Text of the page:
From media to books, we’ve learned that food allergies happen as children and can persist into adulthood. It’s seemingly impossible for an adult to discover that they are, all of a sudden, allergic to tree nuts. However, this is very much, not the case. In fact, more and more adults are dealing with allergies now more than ever, and it’s causing people to start to wonder about what is going on. Is a test for allergies required in adulthood? It’s definitely an option to consider, that’s for sure.
A test for allergies is always relevant
Whether you’re concerned about adult on-set allergies or you just need the assurance that a formal test can offer you, considering an allergy test is a great option. The test itself is simple, efficient and virtually pain-free. The results will be backed up with an explanation on what the test results are saying and explain any changes that you need to make to your diet in order to accommodate them.
Why are adults having more problems with allergies?
While there has never been any literature out to suggest that adults are “immune” to developing allergies seemingly out of nowhere, there has been a rise in cases where adults are suffering allergic reactions and, after taking a test for allergies, discover they’ve got a food allergy that they didn’t know about. Specialists are starting to take a look at why that might be. Two suggestions include:
• Delayed sensitization to an allergen: Experimenting with a variety of foods as an infant, toddler and child is important to prevent allergies. As this stage takes place, food allergies usually present themselves, and the tests are done. A lot of children will grow out of them over time. However, sometimes the sensitization period to an allergen (the period in which the body becomes allergic to a food ingredient) can get delayed for an unclear reason. A child may be fine eating almonds all his childhood and teenage years. Then, shortly after becoming an adult, he starts having allergic reactions to almonds seemingly out of nowhere. The sensitivity was present in childhood but delayed until adulthood.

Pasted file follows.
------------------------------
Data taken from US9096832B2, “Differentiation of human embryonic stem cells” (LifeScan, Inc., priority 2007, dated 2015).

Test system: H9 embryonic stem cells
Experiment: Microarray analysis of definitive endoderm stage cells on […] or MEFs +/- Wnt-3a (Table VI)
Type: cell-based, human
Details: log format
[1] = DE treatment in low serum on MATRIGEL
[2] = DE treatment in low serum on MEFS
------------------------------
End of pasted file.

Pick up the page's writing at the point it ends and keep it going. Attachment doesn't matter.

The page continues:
• Reacting to cross-pollination by mistake: While the human body is smart, sometimes it can make mistakes. One example is when your body sets off an allergic reaction to pollen that is present on a kind of food, and not the food itself. Perhaps you are allergic to latex, for example. If you eat a kiwi or a banana that has come into contact with latex, the latex could set off an allergy that your body mistakes for a kiwi or a banana allergy. From then on, your body is allergic to latex and kiwis/bananas. This is becoming more and more frequent.
There is still a lot of research to be done in terms of adult on-set allergies and why the sensitivity period is so delayed. There is also more information needed on why a body can mistake an allergen and create a second one as a result. However, the prominence of adult diagnoses tells us that a test for allergies is now a better idea than ever in order to make sure that you are always “in the know” about potential weaknesses your body has and how to make sure they don’t catch you off-guard.